Spring Football Assessment: Secondary

At safety and at corner, the Panthers figure to be deeper at these positions than they have been in quite some time.

Pitt's secondary has a nice blend of returning experience, hope for the future, improvement and versatility.

The safety position boasts a great deal of experience with returning starters Jarred Holley and Jason Hendricks, as well as Andrew Taglianetti. All three players have combined for 28 career starts, with Holley leading the way with 21 of those starts. Holley also tied for the team-lead with five interceptions, on his way to all-conference honors as a sophomore. That's not all the safety position has. Brandon Ifill and Kolby Gray also have the chance to make an impact. Ifill started off the spring at corner, and could still contribute there. He worked in with the first-team for a few practices. Gray moved back to quarterback for the first three spring practices, before going back to safety where he played a valuable role as a redshirt freshman last year. Gray had the lone sack on the team that was not recorded by a defensive lineman in 2010, proving his versatility.

Five safeties might look like a logjam, but all five have the opportunity to play a big part in the defense's success. The depth at safety provides a number of different possibilities for nickel and dime packages.

As if the safety position needs anything more, the Pitt coaching staff put a great deal of emphasis in recruiting the position for the future. Florida standout Roderick Ryles will make a push to contribute as a true freshman. The safety position also adds Steve Williams to the mix. Former Michigan safety Ray Vinopal will transfer in for the fall, and will sit out the 2011 due to the NCAA transfer rule.

Despite being without returning starter Antwuan Reed, the cornerbacks had a productive spring with Buddy Jackson and K'Waun Williams working exclusively with the first group. Head coach Todd Graham said that Williams is an ideal "No. 1" corner, while Jackson shared the Conway Award on the defense with defensive lineman Tyrone Ezell for most improved player. Jackson, once again, had an impressive spring. Based on his improvement in the 2010 season and through the spring, the battle between him and Reed will make for the most closely contested battle of all the position battles in August.

Jackson knows he has his work cut out for him going up against the returning starter Reed, but there's no question his work with the first-team through all of spring gave him a nice head start. The coaching staff also likes his size and speed. If he can put it all together in his redshirt senior year, he has a chance to make an impact. There's no question all three—Reed, Jackson and Williams—will all see a considerable amount of time on the field.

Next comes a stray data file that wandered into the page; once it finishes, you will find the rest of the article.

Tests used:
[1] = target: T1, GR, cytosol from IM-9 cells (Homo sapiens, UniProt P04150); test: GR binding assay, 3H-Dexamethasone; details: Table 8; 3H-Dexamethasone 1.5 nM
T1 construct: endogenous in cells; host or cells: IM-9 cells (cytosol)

Saheed Imoru brings some experience to the position as well. He should be a valuable reserve, and at least contribute on special teams. Walk-on Jeremiah Davis filled in at the other spot with the second-team. If Ifill goes back to corner, he could push for one of the backup spots, as will incoming freshmen Jason Frimpong and Lloyd Carrington. Of all the freshmen, these two players have the best shot at seeing the field early.

The cornerback position got another pleasant surprise when Michigan corner Cullen Christian—who played as a true freshman in 2010—decided this week to transfer to Pitt. Though he will have to sit out a year due to the transfer rule, the combination of him and Williams looks promising for the future, in addition to filling a huge void that will be left by the graduations of Reed, Jackson and Imoru. His playing experience as a true freshman at Michigan, combined with his ability to learn the system this season will help him get a nice jump to earn a starting spot in 2012.

The defensive line has the most depth of any group on the defense, but the secondary is not far behind. What the secondary doesn't have as opposed to the defensive line, is the ability to become even stronger depending on the addition of some freshmen, as well as the incoming transfers who will at least be able to practice with the team. Even with three senior corners, there's plenty of opportunity for some of the incoming players to come in and play a valuable role this year, still leaving the position in good shape for the future.

As a whole, the secondary will be strong in its base package. With its versatility, there are also endless possibilities for nickel and dime packages as well.

Panther More Top Stories